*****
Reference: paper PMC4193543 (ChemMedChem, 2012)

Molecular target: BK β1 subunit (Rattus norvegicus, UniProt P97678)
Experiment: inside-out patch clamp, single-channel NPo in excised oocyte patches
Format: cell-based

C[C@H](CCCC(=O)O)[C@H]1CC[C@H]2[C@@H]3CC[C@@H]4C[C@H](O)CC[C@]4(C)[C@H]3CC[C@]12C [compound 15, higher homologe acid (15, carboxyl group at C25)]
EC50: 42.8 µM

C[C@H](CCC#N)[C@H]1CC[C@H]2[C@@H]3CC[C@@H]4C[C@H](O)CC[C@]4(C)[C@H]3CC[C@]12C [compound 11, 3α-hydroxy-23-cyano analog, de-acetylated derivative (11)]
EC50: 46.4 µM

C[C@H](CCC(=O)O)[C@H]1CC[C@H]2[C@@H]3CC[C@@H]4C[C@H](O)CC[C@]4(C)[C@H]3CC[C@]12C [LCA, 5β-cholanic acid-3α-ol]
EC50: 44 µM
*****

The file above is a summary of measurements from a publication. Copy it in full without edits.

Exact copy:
Reference: paper PMC4193543 (ChemMedChem, 2012)

Molecular target: BK β1 subunit (Rattus norvegicus, UniProt P97678)
Experiment: inside-out patch clamp, single-channel NPo in excised oocyte patches
Format: cell-based

C[C@H](CCCC(=O)O)[C@H]1CC[C@H]2[C@@H]3CC[C@@H]4C[C@H](O)CC[C@]4(C)[C@H]3CC[C@]12C [compound 15, higher homologe acid (15, carboxyl group at C25)]
EC50: 42.8 µM

C[C@H](CCC#N)[C@H]1CC[C@H]2[C@@H]3CC[C@@H]4C[C@H](O)CC[C@]4(C)[C@H]3CC[C@]12C [compound 11, 3α-hydroxy-23-cyano analog, de-acetylated derivative (11)]
EC50: 46.4 µM

C[C@H](CCC(=O)O)[C@H]1CC[C@H]2[C@@H]3CC[C@@H]4C[C@H](O)CC[C@]4(C)[C@H]3CC[C@]12C [LCA, 5β-cholanic acid-3α-ol]
EC50: 44 µM